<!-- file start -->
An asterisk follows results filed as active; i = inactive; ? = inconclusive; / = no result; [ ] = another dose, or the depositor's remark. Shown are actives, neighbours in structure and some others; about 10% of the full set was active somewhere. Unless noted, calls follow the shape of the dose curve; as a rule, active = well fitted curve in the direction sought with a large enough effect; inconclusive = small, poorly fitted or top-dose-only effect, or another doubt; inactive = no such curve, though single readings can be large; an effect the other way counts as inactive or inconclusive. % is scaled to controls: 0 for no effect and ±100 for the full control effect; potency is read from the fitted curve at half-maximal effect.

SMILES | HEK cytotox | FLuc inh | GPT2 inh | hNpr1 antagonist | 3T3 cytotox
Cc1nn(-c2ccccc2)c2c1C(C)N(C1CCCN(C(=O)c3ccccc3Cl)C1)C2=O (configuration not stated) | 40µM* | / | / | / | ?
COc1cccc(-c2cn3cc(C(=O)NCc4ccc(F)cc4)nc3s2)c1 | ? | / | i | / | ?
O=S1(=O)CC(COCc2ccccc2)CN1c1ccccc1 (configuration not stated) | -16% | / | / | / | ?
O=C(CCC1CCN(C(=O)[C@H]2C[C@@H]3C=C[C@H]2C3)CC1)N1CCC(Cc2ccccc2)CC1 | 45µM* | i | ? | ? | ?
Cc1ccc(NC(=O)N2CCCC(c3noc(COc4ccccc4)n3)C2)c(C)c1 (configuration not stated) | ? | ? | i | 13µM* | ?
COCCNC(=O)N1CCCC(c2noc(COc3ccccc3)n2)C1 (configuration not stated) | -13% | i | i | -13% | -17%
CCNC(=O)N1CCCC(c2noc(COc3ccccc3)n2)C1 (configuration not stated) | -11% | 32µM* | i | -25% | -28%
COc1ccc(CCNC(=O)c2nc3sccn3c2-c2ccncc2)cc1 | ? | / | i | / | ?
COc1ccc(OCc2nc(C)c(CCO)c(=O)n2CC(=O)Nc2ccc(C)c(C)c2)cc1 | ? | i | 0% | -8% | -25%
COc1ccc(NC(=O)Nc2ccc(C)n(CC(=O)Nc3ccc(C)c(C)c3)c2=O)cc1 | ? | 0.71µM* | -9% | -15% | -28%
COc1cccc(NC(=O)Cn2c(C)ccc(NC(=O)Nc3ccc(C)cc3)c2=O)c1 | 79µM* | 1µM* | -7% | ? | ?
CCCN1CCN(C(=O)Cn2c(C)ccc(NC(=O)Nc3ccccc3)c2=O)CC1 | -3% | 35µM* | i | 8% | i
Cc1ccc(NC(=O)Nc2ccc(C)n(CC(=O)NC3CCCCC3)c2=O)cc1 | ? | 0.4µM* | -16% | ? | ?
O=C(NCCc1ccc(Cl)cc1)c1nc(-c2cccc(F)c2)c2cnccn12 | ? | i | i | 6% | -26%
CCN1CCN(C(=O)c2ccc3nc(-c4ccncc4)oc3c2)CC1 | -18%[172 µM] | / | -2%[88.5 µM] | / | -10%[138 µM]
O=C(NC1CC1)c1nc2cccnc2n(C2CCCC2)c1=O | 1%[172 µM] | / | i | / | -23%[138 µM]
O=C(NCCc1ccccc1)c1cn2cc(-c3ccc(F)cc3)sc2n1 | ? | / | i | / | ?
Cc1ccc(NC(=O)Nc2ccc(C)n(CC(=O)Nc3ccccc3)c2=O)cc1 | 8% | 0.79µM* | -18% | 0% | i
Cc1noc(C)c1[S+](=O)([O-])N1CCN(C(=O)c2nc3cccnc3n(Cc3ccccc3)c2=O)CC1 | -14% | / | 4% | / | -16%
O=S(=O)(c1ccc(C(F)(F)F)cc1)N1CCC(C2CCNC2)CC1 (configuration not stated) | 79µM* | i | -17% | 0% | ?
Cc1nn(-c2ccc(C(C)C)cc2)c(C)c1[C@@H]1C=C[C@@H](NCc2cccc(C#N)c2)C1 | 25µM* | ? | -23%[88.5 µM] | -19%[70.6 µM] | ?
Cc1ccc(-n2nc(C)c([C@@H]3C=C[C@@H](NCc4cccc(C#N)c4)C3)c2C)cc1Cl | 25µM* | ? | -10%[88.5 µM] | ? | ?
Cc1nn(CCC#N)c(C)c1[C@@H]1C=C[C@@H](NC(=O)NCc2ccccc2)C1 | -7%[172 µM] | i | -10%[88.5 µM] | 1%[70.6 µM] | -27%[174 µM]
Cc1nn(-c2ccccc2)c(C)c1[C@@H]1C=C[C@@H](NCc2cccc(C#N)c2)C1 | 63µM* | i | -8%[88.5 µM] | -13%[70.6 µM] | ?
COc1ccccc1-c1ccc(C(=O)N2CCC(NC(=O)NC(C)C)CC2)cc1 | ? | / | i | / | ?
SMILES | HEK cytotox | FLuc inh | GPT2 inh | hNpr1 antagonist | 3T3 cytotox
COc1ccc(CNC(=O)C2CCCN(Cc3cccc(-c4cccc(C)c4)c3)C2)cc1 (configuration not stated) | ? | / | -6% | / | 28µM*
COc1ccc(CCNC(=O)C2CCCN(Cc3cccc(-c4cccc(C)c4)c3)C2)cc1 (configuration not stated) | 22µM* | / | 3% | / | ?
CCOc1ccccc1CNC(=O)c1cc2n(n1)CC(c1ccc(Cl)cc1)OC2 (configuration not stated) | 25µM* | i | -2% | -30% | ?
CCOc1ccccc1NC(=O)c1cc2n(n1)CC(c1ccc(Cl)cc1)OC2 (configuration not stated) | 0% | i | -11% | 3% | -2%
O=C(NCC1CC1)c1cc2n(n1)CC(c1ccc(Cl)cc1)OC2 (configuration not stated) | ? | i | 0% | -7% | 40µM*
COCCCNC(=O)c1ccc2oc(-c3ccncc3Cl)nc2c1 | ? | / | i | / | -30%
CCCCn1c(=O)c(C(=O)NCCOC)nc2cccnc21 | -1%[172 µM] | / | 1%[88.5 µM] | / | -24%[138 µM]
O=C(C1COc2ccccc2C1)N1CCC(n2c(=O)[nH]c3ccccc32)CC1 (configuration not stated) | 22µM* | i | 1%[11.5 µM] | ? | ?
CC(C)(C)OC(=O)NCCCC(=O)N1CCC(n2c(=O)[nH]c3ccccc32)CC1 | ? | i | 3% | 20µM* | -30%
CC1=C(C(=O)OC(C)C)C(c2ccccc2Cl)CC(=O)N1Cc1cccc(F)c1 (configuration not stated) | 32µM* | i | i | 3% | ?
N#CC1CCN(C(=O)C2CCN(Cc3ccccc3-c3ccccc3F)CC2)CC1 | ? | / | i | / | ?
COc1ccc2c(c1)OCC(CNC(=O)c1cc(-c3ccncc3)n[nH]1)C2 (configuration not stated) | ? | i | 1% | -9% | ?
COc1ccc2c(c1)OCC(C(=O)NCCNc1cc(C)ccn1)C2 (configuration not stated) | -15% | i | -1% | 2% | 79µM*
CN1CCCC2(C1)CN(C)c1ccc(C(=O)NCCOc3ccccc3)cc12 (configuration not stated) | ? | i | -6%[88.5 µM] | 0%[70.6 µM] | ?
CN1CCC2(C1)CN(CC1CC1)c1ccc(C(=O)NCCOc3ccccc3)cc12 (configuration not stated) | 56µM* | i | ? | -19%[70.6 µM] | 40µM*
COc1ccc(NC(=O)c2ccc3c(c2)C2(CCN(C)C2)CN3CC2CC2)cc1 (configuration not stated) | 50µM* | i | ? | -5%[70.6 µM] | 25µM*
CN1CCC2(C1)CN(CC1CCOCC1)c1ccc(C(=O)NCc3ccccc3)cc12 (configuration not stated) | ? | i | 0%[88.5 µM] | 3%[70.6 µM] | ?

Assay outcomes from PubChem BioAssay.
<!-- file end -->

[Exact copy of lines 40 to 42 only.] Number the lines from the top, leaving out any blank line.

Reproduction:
COc1ccc2c(c1)OCC(CNC(=O)c1cc(-c3ccncc3)n[nH]1)C2 (configuration not stated) | ? | i | 1% | -9% | ?
COc1ccc2c(c1)OCC(C(=O)NCCNc1cc(C)ccn1)C2 (configuration not stated) | -15% | i | -1% | 2% | 79µM*
CN1CCCC2(C1)CN(C)c1ccc(C(=O)NCCOc3ccccc3)cc12 (configuration not stated) | ? | i | -6%[88.5 µM] | 0%[70.6 µM] | ?